The size, shape of your structure and acoustic treatment of the room (once the structure has been built) will have everything to do with the sound quality you can record.

With many audio editing platforms available today, recording can be done in the comfort of your own home, although it is not as easy as buying a microphone and pressing “Record”.  Room acoustics are paramount. Every professional recording studio is fine-tuned to get the best sound possible.  It requires expertise and costs thousands of dollars to do a proper job in acoustic room treatment.  Yet in-home audio recording studios this often underestimated.  It is much more fun to talk about expensive mics, EQ (equalizers) and latest software that “removes” noise and optimizes your tracks all by itself. (more…)

We call it the Carry-on Vocal Booth. but it should be called The Ultimate Road Warrior ‘s Recording  Studio. But is it actually easy to travel with? Can you really carry it with you on an airplane? And, how does it sound?

How It All Works

adilatairportObviously, the main concern for most travelers is whether it can be carried on a plane as a carry-on luggage or does it have to be checked-in as baggage? Voice actors and others who have traveled around the world with the Carry-On Vocal Booth have told us that that in most cases, they have had no problem with taking the portable vocal booth on a plane. In some cases, they were asked to place it in a cargo compartment when they boarded, similar to checking in a baby stroller.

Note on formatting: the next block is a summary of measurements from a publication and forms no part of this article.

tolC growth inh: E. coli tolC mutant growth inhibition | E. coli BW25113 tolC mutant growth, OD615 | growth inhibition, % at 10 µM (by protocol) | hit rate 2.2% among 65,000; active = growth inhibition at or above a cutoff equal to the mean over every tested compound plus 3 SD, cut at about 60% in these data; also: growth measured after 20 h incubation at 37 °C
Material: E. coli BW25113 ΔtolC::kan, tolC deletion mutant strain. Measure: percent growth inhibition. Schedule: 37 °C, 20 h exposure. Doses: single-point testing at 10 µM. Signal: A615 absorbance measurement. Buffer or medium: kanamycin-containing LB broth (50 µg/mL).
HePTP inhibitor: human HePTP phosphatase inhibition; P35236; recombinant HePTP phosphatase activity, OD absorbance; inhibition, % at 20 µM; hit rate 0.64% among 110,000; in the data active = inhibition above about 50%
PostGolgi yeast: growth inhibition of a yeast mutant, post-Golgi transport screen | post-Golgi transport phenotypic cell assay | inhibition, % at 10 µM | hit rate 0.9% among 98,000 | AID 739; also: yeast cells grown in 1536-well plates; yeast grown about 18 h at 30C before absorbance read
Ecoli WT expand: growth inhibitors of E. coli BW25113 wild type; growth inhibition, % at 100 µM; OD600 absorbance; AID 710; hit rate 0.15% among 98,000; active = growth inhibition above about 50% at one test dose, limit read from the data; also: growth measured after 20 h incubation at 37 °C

Carry-on luggage size

Although the Carry-on Vocal Booth does not exactly fit the Carry-on luggage size box, it is within the volume allowed by airline which is 9 x 14 x 22 = 2772 cubic inches. The Carry-on Vocal Booth measures 23 x 24 x 4 = 2304 cubic inches.  One might think it is a suit or garment bag. (In fact, the support tray is 22 x 22 inches, but we added couple of inches to be on the safe side.)

 

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michael

VocalBoothToGo.com presented its soundproofing and acoustic treatment products, such as the Carry-on Vocal Booth Pro, at VOAtltant 2014, the largest voice-over conference in Southeastern United States held in March. The conference boasted exceptional speakers, leaders and presenters in the voice-over industry and included voice-over professionals, trainers, coaches, agents as well as service  and product providers.

As an exhibitor, VocalBoothToGo.com demonstrated many of its products including the Voice Over Start-up Success Kit, Soundproofer Sound Booth SB33, Producer’s Choice sound blankets and the Carry-on Vocal Booth Pro. The portable vocal booth was put to a real-time test by a voice actor and home studio expert during the event.